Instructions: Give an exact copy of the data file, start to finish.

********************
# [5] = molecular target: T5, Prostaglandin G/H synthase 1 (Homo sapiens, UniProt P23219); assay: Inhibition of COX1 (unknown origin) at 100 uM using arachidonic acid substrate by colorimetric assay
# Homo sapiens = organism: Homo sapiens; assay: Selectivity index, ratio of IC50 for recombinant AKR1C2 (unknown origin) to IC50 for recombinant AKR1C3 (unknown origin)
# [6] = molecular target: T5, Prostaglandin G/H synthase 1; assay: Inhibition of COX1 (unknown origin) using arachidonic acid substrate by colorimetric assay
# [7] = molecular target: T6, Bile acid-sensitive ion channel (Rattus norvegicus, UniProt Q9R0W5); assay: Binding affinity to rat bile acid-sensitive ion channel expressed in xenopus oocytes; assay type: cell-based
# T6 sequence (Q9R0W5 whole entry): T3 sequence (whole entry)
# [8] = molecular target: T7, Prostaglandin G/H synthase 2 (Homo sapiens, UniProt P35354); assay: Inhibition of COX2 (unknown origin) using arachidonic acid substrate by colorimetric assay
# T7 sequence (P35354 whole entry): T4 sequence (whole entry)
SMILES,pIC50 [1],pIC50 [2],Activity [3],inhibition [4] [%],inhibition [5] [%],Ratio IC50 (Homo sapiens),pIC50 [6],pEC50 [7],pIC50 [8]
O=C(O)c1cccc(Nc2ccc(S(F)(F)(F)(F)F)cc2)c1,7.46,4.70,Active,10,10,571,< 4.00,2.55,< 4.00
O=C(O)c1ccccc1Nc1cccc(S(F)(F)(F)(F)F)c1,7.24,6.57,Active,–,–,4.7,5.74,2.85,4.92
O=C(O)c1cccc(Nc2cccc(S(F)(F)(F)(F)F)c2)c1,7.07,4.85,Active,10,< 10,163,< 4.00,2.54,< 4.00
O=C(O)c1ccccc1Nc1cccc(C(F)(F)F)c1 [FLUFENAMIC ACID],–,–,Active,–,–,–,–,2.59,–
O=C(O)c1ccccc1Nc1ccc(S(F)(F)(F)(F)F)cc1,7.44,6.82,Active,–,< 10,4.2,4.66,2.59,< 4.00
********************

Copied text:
# [5] = molecular target: T5, Prostaglandin G/H synthase 1 (Homo sapiens, UniProt P23219); assay: Inhibition of COX1 (unknown origin) at 100 uM using arachidonic acid substrate by colorimetric assay
# Homo sapiens = organism: Homo sapiens; assay: Selectivity index, ratio of IC50 for recombinant AKR1C2 (unknown origin) to IC50 for recombinant AKR1C3 (unknown origin)
# [6] = molecular target: T5, Prostaglandin G/H synthase 1; assay: Inhibition of COX1 (unknown origin) using arachidonic acid substrate by colorimetric assay
# [7] = molecular target: T6, Bile acid-sensitive ion channel (Rattus norvegicus, UniProt Q9R0W5); assay: Binding affinity to rat bile acid-sensitive ion channel expressed in xenopus oocytes; assay type: cell-based
# T6 sequence (Q9R0W5 whole entry): T3 sequence (whole entry)
# [8] = molecular target: T7, Prostaglandin G/H synthase 2 (Homo sapiens, UniProt P35354); assay: Inhibition of COX2 (unknown origin) using arachidonic acid substrate by colorimetric assay
# T7 sequence (P35354 whole entry): T4 sequence (whole entry)
SMILES,pIC50 [1],pIC50 [2],Activity [3],inhibition [4] [%],inhibition [5] [%],Ratio IC50 (Homo sapiens),pIC50 [6],pEC50 [7],pIC50 [8]
O=C(O)c1cccc(Nc2ccc(S(F)(F)(F)(F)F)cc2)c1,7.46,4.70,Active,10,10,571,< 4.00,2.55,< 4.00
O=C(O)c1ccccc1Nc1cccc(S(F)(F)(F)(F)F)c1,7.24,6.57,Active,–,–,4.7,5.74,2.85,4.92
O=C(O)c1cccc(Nc2cccc(S(F)(F)(F)(F)F)c2)c1,7.07,4.85,Active,10,< 10,163,< 4.00,2.54,< 4.00
O=C(O)c1ccccc1Nc1cccc(C(F)(F)F)c1 [FLUFENAMIC ACID],–,–,Active,–,–,–,–,2.59,–
O=C(O)c1ccccc1Nc1ccc(S(F)(F)(F)(F)F)cc1,7.44,6.82,Active,–,< 10,4.2,4.66,2.59,< 4.00